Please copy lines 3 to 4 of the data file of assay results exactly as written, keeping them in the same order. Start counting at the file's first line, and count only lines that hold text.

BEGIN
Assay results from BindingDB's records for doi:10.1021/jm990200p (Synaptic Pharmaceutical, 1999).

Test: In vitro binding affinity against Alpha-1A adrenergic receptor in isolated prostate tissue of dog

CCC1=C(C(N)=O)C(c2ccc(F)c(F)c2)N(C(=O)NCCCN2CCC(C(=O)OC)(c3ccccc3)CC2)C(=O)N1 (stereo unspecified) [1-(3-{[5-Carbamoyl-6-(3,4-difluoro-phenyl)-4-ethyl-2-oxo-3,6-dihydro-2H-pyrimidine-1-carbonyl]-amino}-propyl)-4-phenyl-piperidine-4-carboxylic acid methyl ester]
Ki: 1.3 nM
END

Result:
CCC1=C(C(N)=O)C(c2ccc(F)c(F)c2)N(C(=O)NCCCN2CCC(C(=O)OC)(c3ccccc3)CC2)C(=O)N1 (stereo unspecified) [1-(3-{[5-Carbamoyl-6-(3,4-difluoro-phenyl)-4-ethyl-2-oxo-3,6-dihydro-2H-pyrimidine-1-carbonyl]-amino}-propyl)-4-phenyl-piperidine-4-carboxylic acid methyl ester]
Ki: 1.3 nM